statements | index variable i, taking consecutive integer values a., a+1, a+2, | |
} | ..., b−1, b. | |
IF expression THEN | This IF-statement indicates that the if-statements shall be | |
{ | executed if the expression is true, and that the else-statements | |
if-statements | shall be executed if the expression is false. | |
} | ||
ELSE | ||
{ | ||
else-statements | ||
} | ||
{ ... } | Brackets enclosing the statements of a for-loop, if-statements | |
and else-statements | ||
a + b | An expression representing the sum of the values of a and b | |
a − b | An expression representing the value of b subtracted from the | |
value of a | ||
a * b | Indicates scalar integer multiplication | |
a/b | Indicates scalar integer division | |
max (a, b, c, ...) | A scalar expression representing the largest of its arguments | |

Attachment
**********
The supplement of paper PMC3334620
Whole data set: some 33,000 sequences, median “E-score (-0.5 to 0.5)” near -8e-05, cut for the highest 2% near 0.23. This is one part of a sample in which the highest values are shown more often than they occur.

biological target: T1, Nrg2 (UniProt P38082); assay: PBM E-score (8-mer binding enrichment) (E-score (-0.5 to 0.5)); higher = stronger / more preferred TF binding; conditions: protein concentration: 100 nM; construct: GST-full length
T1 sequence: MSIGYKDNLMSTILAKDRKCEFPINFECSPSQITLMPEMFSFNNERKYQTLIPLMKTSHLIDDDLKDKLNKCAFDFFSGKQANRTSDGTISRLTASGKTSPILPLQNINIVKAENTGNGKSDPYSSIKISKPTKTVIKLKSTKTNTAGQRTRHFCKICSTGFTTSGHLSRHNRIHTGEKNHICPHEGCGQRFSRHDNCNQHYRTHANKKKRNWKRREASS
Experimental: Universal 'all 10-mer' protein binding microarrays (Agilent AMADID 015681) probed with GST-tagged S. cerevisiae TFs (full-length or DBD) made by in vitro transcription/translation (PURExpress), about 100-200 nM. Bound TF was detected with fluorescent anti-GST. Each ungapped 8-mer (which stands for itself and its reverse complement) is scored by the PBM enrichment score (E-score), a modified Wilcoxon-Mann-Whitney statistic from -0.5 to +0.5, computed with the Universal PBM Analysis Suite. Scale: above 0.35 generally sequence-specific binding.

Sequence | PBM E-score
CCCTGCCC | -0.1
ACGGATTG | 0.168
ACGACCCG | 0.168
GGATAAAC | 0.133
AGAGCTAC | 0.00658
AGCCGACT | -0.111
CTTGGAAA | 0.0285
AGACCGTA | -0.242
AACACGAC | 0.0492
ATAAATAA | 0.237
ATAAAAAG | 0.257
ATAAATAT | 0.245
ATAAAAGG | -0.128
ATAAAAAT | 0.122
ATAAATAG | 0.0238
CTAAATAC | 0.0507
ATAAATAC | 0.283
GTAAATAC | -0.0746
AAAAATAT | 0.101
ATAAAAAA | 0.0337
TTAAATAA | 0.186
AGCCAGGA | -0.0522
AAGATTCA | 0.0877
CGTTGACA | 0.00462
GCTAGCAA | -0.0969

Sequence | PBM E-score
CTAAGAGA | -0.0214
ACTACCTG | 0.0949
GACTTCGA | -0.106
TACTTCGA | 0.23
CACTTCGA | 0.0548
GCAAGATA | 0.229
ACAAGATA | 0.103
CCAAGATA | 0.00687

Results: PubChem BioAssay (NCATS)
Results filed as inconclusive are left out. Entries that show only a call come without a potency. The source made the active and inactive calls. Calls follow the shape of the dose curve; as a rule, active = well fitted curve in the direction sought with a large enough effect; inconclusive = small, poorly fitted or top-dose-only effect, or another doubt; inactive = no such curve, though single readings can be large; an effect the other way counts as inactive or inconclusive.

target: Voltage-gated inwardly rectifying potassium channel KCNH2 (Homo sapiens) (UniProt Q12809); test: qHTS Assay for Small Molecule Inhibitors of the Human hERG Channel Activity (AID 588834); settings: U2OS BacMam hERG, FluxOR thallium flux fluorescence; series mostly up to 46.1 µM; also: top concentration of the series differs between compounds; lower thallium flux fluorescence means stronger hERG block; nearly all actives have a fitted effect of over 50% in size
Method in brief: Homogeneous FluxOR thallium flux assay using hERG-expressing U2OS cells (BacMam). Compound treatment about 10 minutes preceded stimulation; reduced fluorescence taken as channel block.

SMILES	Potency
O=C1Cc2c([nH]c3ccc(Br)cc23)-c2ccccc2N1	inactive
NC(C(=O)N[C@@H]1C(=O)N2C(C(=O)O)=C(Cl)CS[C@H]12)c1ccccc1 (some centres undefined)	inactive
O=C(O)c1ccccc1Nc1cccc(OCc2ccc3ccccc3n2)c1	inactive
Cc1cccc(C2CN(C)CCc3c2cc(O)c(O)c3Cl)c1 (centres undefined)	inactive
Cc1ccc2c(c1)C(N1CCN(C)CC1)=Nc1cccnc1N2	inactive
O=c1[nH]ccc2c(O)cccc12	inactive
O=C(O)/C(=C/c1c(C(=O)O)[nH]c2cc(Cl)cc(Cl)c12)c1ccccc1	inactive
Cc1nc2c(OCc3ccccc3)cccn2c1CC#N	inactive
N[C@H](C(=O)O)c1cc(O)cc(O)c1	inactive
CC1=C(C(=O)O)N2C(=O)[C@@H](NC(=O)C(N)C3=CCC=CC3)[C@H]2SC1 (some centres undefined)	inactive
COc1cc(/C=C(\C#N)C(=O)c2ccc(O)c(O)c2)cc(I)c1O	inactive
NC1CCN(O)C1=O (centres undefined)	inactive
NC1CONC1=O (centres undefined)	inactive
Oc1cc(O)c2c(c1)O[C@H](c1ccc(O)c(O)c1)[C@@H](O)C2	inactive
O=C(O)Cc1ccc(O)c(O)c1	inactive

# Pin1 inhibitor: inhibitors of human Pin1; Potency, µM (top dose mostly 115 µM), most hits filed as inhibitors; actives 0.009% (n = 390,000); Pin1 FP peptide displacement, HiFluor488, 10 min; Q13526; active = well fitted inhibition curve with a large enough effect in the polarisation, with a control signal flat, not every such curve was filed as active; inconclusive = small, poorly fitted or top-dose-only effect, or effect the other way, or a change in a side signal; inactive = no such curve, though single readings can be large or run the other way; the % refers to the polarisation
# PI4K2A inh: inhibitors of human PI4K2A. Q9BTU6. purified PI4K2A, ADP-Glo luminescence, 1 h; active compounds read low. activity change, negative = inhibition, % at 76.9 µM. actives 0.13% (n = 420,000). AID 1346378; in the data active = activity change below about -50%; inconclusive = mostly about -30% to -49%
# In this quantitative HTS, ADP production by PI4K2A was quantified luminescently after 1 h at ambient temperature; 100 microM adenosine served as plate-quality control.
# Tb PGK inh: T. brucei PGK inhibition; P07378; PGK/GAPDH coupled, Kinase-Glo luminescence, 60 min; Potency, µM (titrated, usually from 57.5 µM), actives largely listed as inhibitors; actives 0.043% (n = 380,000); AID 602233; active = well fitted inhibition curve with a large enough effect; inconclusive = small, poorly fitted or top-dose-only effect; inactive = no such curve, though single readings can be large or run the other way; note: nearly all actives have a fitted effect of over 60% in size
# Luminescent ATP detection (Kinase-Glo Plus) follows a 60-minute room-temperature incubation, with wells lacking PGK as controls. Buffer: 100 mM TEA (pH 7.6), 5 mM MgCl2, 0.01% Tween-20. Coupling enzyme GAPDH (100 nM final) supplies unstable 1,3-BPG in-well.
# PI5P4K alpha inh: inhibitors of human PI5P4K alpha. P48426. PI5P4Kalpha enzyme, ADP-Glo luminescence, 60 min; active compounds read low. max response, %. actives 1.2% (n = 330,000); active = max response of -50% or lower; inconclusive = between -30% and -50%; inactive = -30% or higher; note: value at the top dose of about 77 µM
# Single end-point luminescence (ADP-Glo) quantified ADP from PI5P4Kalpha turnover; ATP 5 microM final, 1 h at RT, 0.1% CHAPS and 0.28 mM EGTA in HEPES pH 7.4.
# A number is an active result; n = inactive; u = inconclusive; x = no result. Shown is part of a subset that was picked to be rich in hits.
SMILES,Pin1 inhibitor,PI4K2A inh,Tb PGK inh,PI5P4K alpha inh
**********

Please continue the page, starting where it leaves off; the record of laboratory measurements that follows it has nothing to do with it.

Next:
A + B | A vector operation taking A and B as arguments and | |
representing a new vector where each element is equal to the | ||
pair wise sum of the corresponding elements of vector A and B. | ||
The computations are performed using unsigned saturated | ||
arithmetic, meaning that if any resulting element is larger than | ||
the highest representative number, that element is replaced by | ||
the largest representative integer. | ||
c_{i }= min(a_{i }+ b_{i}, 255) | ||
Can be implemented using the PADDUSB (packed addition of | ||
unsigned saturated bytes) instruction on processors supporting | ||
MMX technology. | ||
A − B | A vector operation taking A and B as arguments and resulting | |
in a new vector where each element is equal to the pair wise | ||
difference between the corresponding elements of vector A and | ||
B, when subtracting each value of B from the value of A. | ||
The computations are performed using unsigned saturated | ||
arithmetic, meaning that if the difference is negative, zero | ||
replaces the result. | ||